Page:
To start, I do agree with you that that statement is offensive and insulting! I’ve had a friend say to me that she is really glad HER son isn’t queer. She didn’t realize what she was saying to me and I found it a hurtful thing to say.
For one thing, I was talking about parents in general, the average parents in our culture. It is an unfortunate truth, I believe, that my statement is true. I work with families that are NOT coming from a place of acceptance. What would the likelihood be that they would be a group that would WANT a queer child? About zero. I’m sure there are groups of parents who might wish for a queer kid, and many (and I hope MORE and MORE each day) would report being perfectly happy with a LGBTQ+ child, but I have to talk to the parents rejecting their queer kids NOW and in our culture. A culture that ASSUMES all children will grow up straight/cis.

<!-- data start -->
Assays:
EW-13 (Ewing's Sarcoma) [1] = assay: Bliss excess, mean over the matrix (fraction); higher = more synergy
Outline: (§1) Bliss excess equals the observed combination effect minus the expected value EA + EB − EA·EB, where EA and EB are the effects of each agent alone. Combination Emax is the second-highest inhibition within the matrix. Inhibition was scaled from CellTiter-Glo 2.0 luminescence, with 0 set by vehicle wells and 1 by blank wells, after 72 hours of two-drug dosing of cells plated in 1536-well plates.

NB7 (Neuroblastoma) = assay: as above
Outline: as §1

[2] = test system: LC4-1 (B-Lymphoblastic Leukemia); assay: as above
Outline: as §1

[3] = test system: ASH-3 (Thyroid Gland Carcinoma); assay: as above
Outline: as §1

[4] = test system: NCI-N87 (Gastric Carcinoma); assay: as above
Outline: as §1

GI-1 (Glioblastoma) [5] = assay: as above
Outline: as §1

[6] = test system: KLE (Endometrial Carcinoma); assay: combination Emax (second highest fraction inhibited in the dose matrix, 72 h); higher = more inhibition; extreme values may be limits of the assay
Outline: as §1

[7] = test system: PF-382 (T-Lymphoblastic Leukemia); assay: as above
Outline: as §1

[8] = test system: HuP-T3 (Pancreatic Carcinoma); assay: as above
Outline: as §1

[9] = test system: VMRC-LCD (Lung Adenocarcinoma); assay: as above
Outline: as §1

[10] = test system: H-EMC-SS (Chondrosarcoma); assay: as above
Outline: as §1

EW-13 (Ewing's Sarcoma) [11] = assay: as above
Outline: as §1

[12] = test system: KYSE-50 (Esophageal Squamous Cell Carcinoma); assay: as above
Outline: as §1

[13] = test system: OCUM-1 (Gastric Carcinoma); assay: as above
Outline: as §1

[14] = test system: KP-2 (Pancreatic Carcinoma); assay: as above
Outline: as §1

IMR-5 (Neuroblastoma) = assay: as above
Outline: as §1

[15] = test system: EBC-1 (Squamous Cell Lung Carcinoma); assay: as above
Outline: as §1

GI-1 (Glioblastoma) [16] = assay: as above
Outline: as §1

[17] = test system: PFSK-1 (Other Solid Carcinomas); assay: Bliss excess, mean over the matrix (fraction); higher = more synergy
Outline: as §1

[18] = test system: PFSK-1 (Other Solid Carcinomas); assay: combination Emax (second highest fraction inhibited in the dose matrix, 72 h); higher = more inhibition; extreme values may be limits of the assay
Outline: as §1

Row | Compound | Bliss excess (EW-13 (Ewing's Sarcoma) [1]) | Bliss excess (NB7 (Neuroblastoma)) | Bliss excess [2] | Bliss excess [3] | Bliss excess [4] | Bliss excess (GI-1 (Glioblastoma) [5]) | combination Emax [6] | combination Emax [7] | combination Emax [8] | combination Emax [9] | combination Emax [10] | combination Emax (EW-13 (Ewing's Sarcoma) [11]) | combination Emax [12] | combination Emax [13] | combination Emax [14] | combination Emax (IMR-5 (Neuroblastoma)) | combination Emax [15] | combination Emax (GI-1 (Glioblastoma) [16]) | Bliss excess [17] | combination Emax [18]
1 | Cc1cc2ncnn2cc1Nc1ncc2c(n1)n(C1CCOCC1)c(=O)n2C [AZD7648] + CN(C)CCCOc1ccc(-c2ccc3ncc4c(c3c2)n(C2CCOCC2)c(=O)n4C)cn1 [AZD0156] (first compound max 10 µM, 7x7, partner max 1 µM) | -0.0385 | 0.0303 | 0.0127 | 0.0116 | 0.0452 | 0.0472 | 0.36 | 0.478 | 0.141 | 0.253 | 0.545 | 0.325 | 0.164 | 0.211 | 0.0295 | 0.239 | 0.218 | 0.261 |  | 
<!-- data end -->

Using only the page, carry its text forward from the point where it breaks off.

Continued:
I didn’t say “suffering” but that life is more complicated and difficult. I think my queer-trans son probably did not find beauty in going though the legal system for a name change, sexual affirming surgery, applying androgel every day for the rest of his life, worrying about transphobic violence, discrimination in the work place, the loss of some of his family members, and having to buy new clothes - repeatedly- as his body changed. Oh and I know he does not feel that having regular medical check ups/blood test to monitor his health - particularly his red blood cell count - is all that great.
I believe that the list of positive aspects of being trans is LONGER than that list of hardships. I’ve written in the past about how having been raised as a female, then lesbian identified, makes him a better man, and now a better husband. But you have to keep in mind who I was talking to- parents who were JUST finding out about their kids’ sexual orientation/gender identity. People who were freaking out or actively rejecting their kids. I chose those words to speak to them. I wish that were not necessary.
Thank you for sharing your thoughts.